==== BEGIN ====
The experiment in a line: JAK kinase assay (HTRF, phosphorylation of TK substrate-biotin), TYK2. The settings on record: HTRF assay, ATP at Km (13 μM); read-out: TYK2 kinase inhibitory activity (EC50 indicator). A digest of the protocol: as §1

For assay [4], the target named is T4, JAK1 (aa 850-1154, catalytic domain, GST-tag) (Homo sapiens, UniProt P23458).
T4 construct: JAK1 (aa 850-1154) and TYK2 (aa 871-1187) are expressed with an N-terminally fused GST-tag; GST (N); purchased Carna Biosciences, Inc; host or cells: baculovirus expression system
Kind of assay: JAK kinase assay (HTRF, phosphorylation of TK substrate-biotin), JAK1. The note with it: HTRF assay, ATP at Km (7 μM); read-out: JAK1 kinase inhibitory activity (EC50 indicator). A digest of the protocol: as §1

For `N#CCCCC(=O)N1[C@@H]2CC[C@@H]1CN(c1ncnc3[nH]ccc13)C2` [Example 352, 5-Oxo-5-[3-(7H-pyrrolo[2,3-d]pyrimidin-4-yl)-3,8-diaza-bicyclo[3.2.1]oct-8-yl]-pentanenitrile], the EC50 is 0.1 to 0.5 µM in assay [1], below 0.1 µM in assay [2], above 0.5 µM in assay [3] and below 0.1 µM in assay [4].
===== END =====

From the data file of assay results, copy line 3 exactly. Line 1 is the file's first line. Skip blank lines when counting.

T4 construct: JAK1 (aa 850-1154) and TYK2 (aa 871-1187) are expressed with an N-terminally fused GST-tag; GST (N); purchased Carna Biosciences, Inc; host or cells: baculovirus expression system